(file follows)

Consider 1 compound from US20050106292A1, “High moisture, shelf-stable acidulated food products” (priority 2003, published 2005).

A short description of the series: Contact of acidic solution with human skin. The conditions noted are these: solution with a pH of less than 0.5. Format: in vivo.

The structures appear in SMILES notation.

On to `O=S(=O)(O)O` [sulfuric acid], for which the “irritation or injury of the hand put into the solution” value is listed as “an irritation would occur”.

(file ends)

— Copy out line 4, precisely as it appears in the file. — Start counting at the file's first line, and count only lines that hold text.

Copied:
On to `O=S(=O)(O)O` [sulfuric acid], for which the “irritation or injury of the hand put into the solution” value is listed as “an irritation would occur”.